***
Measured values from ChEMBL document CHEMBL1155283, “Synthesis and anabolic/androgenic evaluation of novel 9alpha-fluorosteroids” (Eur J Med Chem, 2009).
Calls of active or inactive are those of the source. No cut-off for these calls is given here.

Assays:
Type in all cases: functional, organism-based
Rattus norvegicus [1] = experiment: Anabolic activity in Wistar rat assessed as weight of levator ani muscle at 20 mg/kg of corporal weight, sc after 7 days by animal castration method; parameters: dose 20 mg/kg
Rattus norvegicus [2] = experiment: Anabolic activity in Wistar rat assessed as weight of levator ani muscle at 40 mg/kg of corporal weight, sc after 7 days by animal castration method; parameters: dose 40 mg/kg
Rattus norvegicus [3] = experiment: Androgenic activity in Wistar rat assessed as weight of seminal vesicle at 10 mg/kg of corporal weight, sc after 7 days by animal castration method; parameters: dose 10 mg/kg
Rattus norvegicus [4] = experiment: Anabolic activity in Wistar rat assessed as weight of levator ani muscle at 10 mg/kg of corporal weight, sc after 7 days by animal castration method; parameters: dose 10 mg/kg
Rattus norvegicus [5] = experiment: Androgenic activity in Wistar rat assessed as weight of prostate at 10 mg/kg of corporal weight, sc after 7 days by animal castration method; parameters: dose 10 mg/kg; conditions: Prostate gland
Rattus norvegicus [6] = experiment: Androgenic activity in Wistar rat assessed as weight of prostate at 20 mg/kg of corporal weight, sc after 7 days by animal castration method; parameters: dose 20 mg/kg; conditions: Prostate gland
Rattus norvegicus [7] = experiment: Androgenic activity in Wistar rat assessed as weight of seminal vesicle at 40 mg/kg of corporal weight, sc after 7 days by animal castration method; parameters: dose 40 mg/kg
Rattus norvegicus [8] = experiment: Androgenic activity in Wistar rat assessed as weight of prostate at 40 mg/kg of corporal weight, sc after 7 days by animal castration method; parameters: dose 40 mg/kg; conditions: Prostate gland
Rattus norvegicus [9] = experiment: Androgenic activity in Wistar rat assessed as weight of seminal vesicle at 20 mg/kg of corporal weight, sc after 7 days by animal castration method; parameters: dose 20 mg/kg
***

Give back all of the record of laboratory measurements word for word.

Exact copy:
Measured values from ChEMBL document CHEMBL1155283, “Synthesis and anabolic/androgenic evaluation of novel 9alpha-fluorosteroids” (Eur J Med Chem, 2009).
Calls of active or inactive are those of the source. No cut-off for these calls is given here.

Assays:
Type in all cases: functional, organism-based
Rattus norvegicus [1] = experiment: Anabolic activity in Wistar rat assessed as weight of levator ani muscle at 20 mg/kg of corporal weight, sc after 7 days by animal castration method; parameters: dose 20 mg/kg
Rattus norvegicus [2] = experiment: Anabolic activity in Wistar rat assessed as weight of levator ani muscle at 40 mg/kg of corporal weight, sc after 7 days by animal castration method; parameters: dose 40 mg/kg
Rattus norvegicus [3] = experiment: Androgenic activity in Wistar rat assessed as weight of seminal vesicle at 10 mg/kg of corporal weight, sc after 7 days by animal castration method; parameters: dose 10 mg/kg
Rattus norvegicus [4] = experiment: Anabolic activity in Wistar rat assessed as weight of levator ani muscle at 10 mg/kg of corporal weight, sc after 7 days by animal castration method; parameters: dose 10 mg/kg
Rattus norvegicus [5] = experiment: Androgenic activity in Wistar rat assessed as weight of prostate at 10 mg/kg of corporal weight, sc after 7 days by animal castration method; parameters: dose 10 mg/kg; conditions: Prostate gland
Rattus norvegicus [6] = experiment: Androgenic activity in Wistar rat assessed as weight of prostate at 20 mg/kg of corporal weight, sc after 7 days by animal castration method; parameters: dose 20 mg/kg; conditions: Prostate gland
Rattus norvegicus [7] = experiment: Androgenic activity in Wistar rat assessed as weight of seminal vesicle at 40 mg/kg of corporal weight, sc after 7 days by animal castration method; parameters: dose 40 mg/kg
Rattus norvegicus [8] = experiment: Androgenic activity in Wistar rat assessed as weight of prostate at 40 mg/kg of corporal weight, sc after 7 days by animal castration method; parameters: dose 40 mg/kg; conditions: Prostate gland
Rattus norvegicus [9] = experiment: Androgenic activity in Wistar rat assessed as weight of seminal vesicle at 20 mg/kg of corporal weight, sc after 7 days by animal castration method; parameters: dose 20 mg/kg